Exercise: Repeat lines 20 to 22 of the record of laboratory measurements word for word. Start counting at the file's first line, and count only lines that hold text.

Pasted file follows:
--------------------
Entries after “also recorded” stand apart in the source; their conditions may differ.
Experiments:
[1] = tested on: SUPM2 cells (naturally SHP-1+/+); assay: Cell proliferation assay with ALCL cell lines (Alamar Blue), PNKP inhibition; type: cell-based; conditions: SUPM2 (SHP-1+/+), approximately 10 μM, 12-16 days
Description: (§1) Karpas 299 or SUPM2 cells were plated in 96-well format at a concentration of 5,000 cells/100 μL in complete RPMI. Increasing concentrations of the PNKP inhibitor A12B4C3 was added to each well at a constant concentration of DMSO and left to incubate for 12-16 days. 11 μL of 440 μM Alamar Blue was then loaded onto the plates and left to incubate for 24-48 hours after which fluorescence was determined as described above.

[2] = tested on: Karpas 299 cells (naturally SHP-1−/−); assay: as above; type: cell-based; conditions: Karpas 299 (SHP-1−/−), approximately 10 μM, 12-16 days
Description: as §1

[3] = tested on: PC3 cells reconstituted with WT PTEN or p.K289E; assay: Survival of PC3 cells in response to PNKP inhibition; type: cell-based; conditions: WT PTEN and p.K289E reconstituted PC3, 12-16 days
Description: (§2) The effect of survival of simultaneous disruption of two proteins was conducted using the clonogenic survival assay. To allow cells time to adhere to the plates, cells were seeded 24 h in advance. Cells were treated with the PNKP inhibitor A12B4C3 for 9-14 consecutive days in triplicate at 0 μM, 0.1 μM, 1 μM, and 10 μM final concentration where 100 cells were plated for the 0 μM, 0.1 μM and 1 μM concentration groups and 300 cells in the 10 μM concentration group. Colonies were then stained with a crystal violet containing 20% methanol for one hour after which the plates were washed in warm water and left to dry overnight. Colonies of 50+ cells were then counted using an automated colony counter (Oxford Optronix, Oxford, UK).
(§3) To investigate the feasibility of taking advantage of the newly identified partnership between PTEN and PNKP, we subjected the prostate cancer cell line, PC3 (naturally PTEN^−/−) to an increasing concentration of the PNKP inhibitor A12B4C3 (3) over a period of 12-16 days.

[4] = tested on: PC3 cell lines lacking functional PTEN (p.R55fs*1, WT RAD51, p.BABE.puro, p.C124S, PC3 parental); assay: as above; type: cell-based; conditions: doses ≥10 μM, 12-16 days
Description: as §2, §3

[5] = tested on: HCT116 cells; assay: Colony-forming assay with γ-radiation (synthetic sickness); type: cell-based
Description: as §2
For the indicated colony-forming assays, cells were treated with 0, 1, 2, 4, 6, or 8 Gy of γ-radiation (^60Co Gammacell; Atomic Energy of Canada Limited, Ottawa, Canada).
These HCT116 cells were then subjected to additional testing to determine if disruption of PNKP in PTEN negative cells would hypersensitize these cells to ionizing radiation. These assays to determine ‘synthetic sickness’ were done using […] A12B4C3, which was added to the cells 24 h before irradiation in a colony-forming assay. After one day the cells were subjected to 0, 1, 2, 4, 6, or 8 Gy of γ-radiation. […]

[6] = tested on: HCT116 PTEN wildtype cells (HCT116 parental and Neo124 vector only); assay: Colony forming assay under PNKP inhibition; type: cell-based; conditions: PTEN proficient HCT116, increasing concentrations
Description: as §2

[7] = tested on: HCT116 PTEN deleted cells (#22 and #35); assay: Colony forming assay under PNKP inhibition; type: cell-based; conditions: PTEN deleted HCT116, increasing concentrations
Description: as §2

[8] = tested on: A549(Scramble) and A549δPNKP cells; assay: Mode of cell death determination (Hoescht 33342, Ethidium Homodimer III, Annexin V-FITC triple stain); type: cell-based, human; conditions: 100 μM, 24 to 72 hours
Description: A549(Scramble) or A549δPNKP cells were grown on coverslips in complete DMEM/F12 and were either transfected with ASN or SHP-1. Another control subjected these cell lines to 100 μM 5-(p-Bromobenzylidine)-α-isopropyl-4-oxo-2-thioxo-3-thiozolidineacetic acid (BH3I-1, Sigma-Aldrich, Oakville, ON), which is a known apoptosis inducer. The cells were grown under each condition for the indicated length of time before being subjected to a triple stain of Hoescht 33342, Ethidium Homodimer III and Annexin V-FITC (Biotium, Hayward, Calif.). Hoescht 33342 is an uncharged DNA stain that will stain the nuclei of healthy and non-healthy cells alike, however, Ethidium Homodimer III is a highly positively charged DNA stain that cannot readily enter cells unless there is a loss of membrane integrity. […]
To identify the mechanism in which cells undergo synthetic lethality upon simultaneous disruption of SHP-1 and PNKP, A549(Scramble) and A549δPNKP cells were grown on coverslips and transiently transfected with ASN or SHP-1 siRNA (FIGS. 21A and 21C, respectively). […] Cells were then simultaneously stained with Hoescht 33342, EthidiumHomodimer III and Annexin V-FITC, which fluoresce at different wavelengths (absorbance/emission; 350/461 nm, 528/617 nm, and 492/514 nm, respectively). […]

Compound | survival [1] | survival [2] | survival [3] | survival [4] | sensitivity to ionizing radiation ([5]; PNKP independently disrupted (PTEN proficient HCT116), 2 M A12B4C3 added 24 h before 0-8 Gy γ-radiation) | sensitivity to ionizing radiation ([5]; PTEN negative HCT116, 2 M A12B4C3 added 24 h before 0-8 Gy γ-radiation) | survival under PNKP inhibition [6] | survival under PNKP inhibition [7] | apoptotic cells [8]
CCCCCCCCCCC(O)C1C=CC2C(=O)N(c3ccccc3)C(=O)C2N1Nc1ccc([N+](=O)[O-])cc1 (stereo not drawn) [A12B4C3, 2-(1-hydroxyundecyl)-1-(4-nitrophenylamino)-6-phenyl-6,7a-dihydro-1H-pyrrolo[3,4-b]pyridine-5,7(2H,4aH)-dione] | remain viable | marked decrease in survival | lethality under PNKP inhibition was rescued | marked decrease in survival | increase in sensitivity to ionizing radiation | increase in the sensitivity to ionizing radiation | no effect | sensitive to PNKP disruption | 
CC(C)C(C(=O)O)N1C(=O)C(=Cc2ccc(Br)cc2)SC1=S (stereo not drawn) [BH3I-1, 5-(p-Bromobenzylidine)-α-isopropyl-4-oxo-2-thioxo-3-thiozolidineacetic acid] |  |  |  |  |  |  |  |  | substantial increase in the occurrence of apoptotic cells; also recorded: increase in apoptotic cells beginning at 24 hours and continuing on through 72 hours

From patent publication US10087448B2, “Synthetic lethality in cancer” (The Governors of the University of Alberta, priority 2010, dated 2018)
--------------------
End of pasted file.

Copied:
[8] = tested on: A549(Scramble) and A549δPNKP cells; assay: Mode of cell death determination (Hoescht 33342, Ethidium Homodimer III, Annexin V-FITC triple stain); type: cell-based, human; conditions: 100 μM, 24 to 72 hours
Description: A549(Scramble) or A549δPNKP cells were grown on coverslips in complete DMEM/F12 and were either transfected with ASN or SHP-1. Another control subjected these cell lines to 100 μM 5-(p-Bromobenzylidine)-α-isopropyl-4-oxo-2-thioxo-3-thiozolidineacetic acid (BH3I-1, Sigma-Aldrich, Oakville, ON), which is a known apoptosis inducer. The cells were grown under each condition for the indicated length of time before being subjected to a triple stain of Hoescht 33342, Ethidium Homodimer III and Annexin V-FITC (Biotium, Hayward, Calif.). Hoescht 33342 is an uncharged DNA stain that will stain the nuclei of healthy and non-healthy cells alike, however, Ethidium Homodimer III is a highly positively charged DNA stain that cannot readily enter cells unless there is a loss of membrane integrity. […]
To identify the mechanism in which cells undergo synthetic lethality upon simultaneous disruption of SHP-1 and PNKP, A549(Scramble) and A549δPNKP cells were grown on coverslips and transiently transfected with ASN or SHP-1 siRNA (FIGS. 21A and 21C, respectively). […] Cells were then simultaneously stained with Hoescht 33342, EthidiumHomodimer III and Annexin V-FITC, which fluoresce at different wavelengths (absorbance/emission; 350/461 nm, 528/617 nm, and 492/514 nm, respectively). […]